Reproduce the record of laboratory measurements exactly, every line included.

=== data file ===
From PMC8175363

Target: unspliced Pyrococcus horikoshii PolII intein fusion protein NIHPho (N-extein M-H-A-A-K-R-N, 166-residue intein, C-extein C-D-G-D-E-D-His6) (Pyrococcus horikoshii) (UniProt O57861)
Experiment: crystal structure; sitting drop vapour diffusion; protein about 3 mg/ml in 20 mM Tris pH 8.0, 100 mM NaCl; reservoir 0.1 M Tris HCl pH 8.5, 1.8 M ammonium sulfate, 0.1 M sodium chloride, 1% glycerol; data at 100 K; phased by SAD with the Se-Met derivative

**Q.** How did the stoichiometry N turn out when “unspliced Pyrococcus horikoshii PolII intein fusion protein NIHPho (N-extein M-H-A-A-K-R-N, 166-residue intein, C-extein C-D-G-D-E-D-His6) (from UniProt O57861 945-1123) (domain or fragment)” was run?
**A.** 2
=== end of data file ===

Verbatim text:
From PMC8175363

Target: unspliced Pyrococcus horikoshii PolII intein fusion protein NIHPho (N-extein M-H-A-A-K-R-N, 166-residue intein, C-extein C-D-G-D-E-D-His6) (Pyrococcus horikoshii) (UniProt O57861)
Experiment: crystal structure; sitting drop vapour diffusion; protein about 3 mg/ml in 20 mM Tris pH 8.0, 100 mM NaCl; reservoir 0.1 M Tris HCl pH 8.5, 1.8 M ammonium sulfate, 0.1 M sodium chloride, 1% glycerol; data at 100 K; phased by SAD with the Se-Met derivative

**Q.** How did the stoichiometry N turn out when “unspliced Pyrococcus horikoshii PolII intein fusion protein NIHPho (N-extein M-H-A-A-K-R-N, 166-residue intein, C-extein C-D-G-D-E-D-His6) (from UniProt O57861 945-1123) (domain or fragment)” was run?
**A.** 2